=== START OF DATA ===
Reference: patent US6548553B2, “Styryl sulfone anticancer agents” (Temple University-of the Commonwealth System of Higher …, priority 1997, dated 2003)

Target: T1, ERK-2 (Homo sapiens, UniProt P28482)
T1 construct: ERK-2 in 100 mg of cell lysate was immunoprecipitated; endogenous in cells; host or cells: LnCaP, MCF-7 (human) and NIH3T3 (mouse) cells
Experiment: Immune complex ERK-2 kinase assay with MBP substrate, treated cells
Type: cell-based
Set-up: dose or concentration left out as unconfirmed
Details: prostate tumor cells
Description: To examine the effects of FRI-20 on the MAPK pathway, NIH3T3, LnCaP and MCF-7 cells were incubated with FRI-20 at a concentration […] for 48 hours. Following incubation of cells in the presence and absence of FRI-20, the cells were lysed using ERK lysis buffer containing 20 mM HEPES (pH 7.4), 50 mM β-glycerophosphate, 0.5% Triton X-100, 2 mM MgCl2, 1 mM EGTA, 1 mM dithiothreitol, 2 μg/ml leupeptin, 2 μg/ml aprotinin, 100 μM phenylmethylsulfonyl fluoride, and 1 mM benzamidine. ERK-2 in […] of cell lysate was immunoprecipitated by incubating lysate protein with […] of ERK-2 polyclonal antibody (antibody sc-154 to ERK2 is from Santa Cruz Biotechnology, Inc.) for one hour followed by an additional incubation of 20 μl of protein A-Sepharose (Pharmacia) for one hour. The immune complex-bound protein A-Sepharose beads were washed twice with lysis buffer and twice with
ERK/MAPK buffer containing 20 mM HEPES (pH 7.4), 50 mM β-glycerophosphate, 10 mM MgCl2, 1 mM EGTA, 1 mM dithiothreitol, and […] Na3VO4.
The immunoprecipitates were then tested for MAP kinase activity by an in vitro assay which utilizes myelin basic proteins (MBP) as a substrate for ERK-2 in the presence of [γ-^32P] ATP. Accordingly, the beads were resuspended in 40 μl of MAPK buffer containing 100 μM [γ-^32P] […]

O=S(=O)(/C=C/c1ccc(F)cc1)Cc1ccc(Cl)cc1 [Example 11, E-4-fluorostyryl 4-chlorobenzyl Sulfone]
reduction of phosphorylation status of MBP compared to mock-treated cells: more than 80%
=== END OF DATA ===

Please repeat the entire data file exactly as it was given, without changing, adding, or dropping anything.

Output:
Reference: patent US6548553B2, “Styryl sulfone anticancer agents” (Temple University-of the Commonwealth System of Higher …, priority 1997, dated 2003)

Target: T1, ERK-2 (Homo sapiens, UniProt P28482)
T1 construct: ERK-2 in 100 mg of cell lysate was immunoprecipitated; endogenous in cells; host or cells: LnCaP, MCF-7 (human) and NIH3T3 (mouse) cells
Experiment: Immune complex ERK-2 kinase assay with MBP substrate, treated cells
Type: cell-based
Set-up: dose or concentration left out as unconfirmed
Details: prostate tumor cells
Description: To examine the effects of FRI-20 on the MAPK pathway, NIH3T3, LnCaP and MCF-7 cells were incubated with FRI-20 at a concentration […] for 48 hours. Following incubation of cells in the presence and absence of FRI-20, the cells were lysed using ERK lysis buffer containing 20 mM HEPES (pH 7.4), 50 mM β-glycerophosphate, 0.5% Triton X-100, 2 mM MgCl2, 1 mM EGTA, 1 mM dithiothreitol, 2 μg/ml leupeptin, 2 μg/ml aprotinin, 100 μM phenylmethylsulfonyl fluoride, and 1 mM benzamidine. ERK-2 in […] of cell lysate was immunoprecipitated by incubating lysate protein with […] of ERK-2 polyclonal antibody (antibody sc-154 to ERK2 is from Santa Cruz Biotechnology, Inc.) for one hour followed by an additional incubation of 20 μl of protein A-Sepharose (Pharmacia) for one hour. The immune complex-bound protein A-Sepharose beads were washed twice with lysis buffer and twice with
ERK/MAPK buffer containing 20 mM HEPES (pH 7.4), 50 mM β-glycerophosphate, 10 mM MgCl2, 1 mM EGTA, 1 mM dithiothreitol, and […] Na3VO4.
The immunoprecipitates were then tested for MAP kinase activity by an in vitro assay which utilizes myelin basic proteins (MBP) as a substrate for ERK-2 in the presence of [γ-^32P] ATP. Accordingly, the beads were resuspended in 40 μl of MAPK buffer containing 100 μM [γ-^32P] […]

O=S(=O)(/C=C/c1ccc(F)cc1)Cc1ccc(Cl)cc1 [Example 11, E-4-fluorostyryl 4-chlorobenzyl Sulfone]
reduction of phosphorylation status of MBP compared to mock-treated cells: more than 80%